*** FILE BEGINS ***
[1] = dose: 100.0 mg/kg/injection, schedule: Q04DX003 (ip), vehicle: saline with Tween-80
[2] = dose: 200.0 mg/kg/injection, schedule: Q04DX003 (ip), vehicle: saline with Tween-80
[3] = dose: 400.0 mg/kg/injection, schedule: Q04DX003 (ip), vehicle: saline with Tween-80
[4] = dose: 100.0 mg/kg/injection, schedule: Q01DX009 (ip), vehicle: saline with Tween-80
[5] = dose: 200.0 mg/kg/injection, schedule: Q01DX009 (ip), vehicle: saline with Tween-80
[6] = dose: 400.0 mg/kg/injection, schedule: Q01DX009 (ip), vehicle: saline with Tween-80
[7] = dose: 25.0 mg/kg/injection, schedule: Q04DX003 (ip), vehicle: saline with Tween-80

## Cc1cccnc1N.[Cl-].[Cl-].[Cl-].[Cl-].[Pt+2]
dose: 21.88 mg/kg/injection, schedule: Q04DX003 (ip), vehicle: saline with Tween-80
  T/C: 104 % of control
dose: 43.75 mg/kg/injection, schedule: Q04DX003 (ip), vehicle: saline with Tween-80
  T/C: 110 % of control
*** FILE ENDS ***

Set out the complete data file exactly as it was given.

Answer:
[1] = dose: 100.0 mg/kg/injection, schedule: Q04DX003 (ip), vehicle: saline with Tween-80
[2] = dose: 200.0 mg/kg/injection, schedule: Q04DX003 (ip), vehicle: saline with Tween-80
[3] = dose: 400.0 mg/kg/injection, schedule: Q04DX003 (ip), vehicle: saline with Tween-80
[4] = dose: 100.0 mg/kg/injection, schedule: Q01DX009 (ip), vehicle: saline with Tween-80
[5] = dose: 200.0 mg/kg/injection, schedule: Q01DX009 (ip), vehicle: saline with Tween-80
[6] = dose: 400.0 mg/kg/injection, schedule: Q01DX009 (ip), vehicle: saline with Tween-80
[7] = dose: 25.0 mg/kg/injection, schedule: Q04DX003 (ip), vehicle: saline with Tween-80

## Cc1cccnc1N.[Cl-].[Cl-].[Cl-].[Cl-].[Pt+2]
dose: 21.88 mg/kg/injection, schedule: Q04DX003 (ip), vehicle: saline with Tween-80
  T/C: 104 % of control
dose: 43.75 mg/kg/injection, schedule: Q04DX003 (ip), vehicle: saline with Tween-80
  T/C: 110 % of control